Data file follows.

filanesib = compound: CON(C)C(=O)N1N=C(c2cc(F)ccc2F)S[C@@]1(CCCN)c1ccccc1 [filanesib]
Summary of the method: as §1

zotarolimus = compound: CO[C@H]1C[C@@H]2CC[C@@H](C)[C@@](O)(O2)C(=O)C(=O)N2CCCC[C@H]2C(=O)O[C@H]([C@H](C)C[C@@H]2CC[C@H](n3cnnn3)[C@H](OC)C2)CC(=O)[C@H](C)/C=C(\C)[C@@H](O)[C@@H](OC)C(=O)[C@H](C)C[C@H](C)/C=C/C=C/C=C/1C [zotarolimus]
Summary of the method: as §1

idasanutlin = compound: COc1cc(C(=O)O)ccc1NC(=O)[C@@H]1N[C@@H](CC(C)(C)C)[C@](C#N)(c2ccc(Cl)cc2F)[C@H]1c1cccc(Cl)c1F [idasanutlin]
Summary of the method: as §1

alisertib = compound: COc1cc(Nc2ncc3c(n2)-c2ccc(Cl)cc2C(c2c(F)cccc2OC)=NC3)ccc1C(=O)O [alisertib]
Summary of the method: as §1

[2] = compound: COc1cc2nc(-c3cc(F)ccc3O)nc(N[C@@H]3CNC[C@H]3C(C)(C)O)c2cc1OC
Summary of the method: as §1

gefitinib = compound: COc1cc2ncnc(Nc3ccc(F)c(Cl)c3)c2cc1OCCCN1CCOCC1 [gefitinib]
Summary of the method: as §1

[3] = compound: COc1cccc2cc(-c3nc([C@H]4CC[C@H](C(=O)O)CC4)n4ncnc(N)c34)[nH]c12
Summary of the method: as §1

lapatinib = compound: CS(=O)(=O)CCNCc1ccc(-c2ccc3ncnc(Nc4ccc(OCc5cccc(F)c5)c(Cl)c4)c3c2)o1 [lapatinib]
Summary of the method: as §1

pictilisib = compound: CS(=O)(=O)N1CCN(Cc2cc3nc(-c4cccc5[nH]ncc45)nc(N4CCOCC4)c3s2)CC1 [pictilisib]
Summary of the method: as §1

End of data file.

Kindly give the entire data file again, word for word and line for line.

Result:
filanesib = compound: CON(C)C(=O)N1N=C(c2cc(F)ccc2F)S[C@@]1(CCCN)c1ccccc1 [filanesib]
Summary of the method: as §1

zotarolimus = compound: CO[C@H]1C[C@@H]2CC[C@@H](C)[C@@](O)(O2)C(=O)C(=O)N2CCCC[C@H]2C(=O)O[C@H]([C@H](C)C[C@@H]2CC[C@H](n3cnnn3)[C@H](OC)C2)CC(=O)[C@H](C)/C=C(\C)[C@@H](O)[C@@H](OC)C(=O)[C@H](C)C[C@H](C)/C=C/C=C/C=C/1C [zotarolimus]
Summary of the method: as §1

idasanutlin = compound: COc1cc(C(=O)O)ccc1NC(=O)[C@@H]1N[C@@H](CC(C)(C)C)[C@](C#N)(c2ccc(Cl)cc2F)[C@H]1c1cccc(Cl)c1F [idasanutlin]
Summary of the method: as §1

alisertib = compound: COc1cc(Nc2ncc3c(n2)-c2ccc(Cl)cc2C(c2c(F)cccc2OC)=NC3)ccc1C(=O)O [alisertib]
Summary of the method: as §1

[2] = compound: COc1cc2nc(-c3cc(F)ccc3O)nc(N[C@@H]3CNC[C@H]3C(C)(C)O)c2cc1OC
Summary of the method: as §1

gefitinib = compound: COc1cc2ncnc(Nc3ccc(F)c(Cl)c3)c2cc1OCCCN1CCOCC1 [gefitinib]
Summary of the method: as §1

[3] = compound: COc1cccc2cc(-c3nc([C@H]4CC[C@H](C(=O)O)CC4)n4ncnc(N)c34)[nH]c12
Summary of the method: as §1

lapatinib = compound: CS(=O)(=O)CCNCc1ccc(-c2ccc3ncnc(Nc4ccc(OCc5cccc(F)c5)c(Cl)c4)c3c2)o1 [lapatinib]
Summary of the method: as §1

pictilisib = compound: CS(=O)(=O)N1CCN(Cc2cc3nc(-c4cccc5[nH]ncc45)nc(N4CCOCC4)c3s2)CC1 [pictilisib]
Summary of the method: as §1